Two noted sluggers who are not having success with power in 2022 are Kyle Schwarber and Joey Gallo. Schwarber’s arrival in Philadelphia came with high hopes from fans. Kyle’s 2021 season featured plenty of home runs out of the leadoff spot, particularly when he was a part of the Washington Nationals. Schwarber, regarded as one of the most productive power hitters since coming into the league, has unfortunately seen a plethora of scenery changes since the start of 2020. Being moved from the Cubs to the Nationals, to the Red Sox for their playoff push, to Philly in free agency, Kyle Schwarber has been a sought-after bat in many lineups.

Kyle is, in fact, struggling in 2022. His barrel percentage (basically the ideal launch angle and exit velocity on a given swing) and max exit velocity are both in the 78th percentile, which is certainly not bad for a slugger like Schwarber. However, his strikeout percentage, expected batting average, and average exit velocity are all way down. His K% is in the 11th percentile and xBA is in the 8th percentile of hitters. These kinds of numbers do not translate well onto the baseball diamond. The promising thing about Schwarber is that his chase rate and walk percentage are in the 83rd and 65th percentiles, respectively. These metrics seem to point to a player who has not found his swing to start the year, which is exactly the case with Kyle Schwarber.

Joey Gallo is another breed of a pure power hitter. Perhaps the most extreme example the league has seen, Gallo has a career .205 batting average but also is the proud owner of a career .813 OPS, which is quite good. Everyone knows Joey Gallo as that guy who only hits home runs. People also recognize him as one of the game’s most frequent victims of the shift. Shifting infielders against power guys is not a new strategy, but Gallo is a tragic case of the shift taking hits away from a player.

Gallo’s start to his 2022 season has Yankee fans nervous about his longevity in the pinstripes. Thus far, Gallo is putting up abysmal percentile rankings in important offensive categories. A 4th percentile strikeout rate, 8th percentile swing and miss percent, and a 29th percentile chase rate are all horrendous for the supposed Yankee “slugger”. Even Gallo’s average exit velocity is in the 66th percentile, which is very unlike him, considering that his career is built around hitting the ball hard. Some positives about Joey are his walk percentage, expected slugging, and hard hit percentage, which all lie in the 73rd percentile or higher. Joey Gallo has been making Yankee fans panic as soon as he got to the Bronx. A slash line of .154/.254/.231 with a .485 OPS understandably makes baseball fans worry. How often do you see an on base percentage higher than a slugging stat? Fortunately, all Gallo needs is some patience and his numbers will level out. Joey Gallo will put up 30+ home runs in 2022 with some more time to find himself at the plate.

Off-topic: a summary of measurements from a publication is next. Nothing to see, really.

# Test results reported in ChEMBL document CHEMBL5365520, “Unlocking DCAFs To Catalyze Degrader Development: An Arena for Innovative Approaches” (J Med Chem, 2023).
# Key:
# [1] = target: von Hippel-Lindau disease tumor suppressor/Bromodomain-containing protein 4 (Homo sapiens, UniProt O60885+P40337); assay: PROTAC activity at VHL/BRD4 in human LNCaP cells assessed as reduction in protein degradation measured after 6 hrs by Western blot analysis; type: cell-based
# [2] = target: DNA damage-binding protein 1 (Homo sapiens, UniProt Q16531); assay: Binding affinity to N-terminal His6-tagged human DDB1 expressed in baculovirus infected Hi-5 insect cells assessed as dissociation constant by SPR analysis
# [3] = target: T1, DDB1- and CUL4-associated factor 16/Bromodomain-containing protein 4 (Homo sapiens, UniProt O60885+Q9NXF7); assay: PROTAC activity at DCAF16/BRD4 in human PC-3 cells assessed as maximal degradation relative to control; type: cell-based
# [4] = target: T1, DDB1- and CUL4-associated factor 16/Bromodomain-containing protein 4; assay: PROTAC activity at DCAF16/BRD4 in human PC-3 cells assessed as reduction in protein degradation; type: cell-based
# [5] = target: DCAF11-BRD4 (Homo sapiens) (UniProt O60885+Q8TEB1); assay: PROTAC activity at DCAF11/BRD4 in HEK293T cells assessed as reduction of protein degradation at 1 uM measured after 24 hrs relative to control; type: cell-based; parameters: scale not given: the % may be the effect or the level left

Power hitting in the MLB is not going anywhere anytime soon. Home run records will continue to be broken. Batting averages will continue to drop. Chasing pitches will continue to be a risk players are willing to take, as long as they get the power results they are chasing. The game of baseball is changing before us and will continue to as long as the sport is played. It can be argued that baseball games are as exciting as they ever have been, as the chance of seeing a home run is higher than ever. However, it can also be argued that pitchers' duels and strikeouts, both of which are results of power hitting approaches, make the game far more dull to watch. Whichever side a fan lies on, power hitting is something everyone is going to have to get used to.


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I’m your biggest fan Archer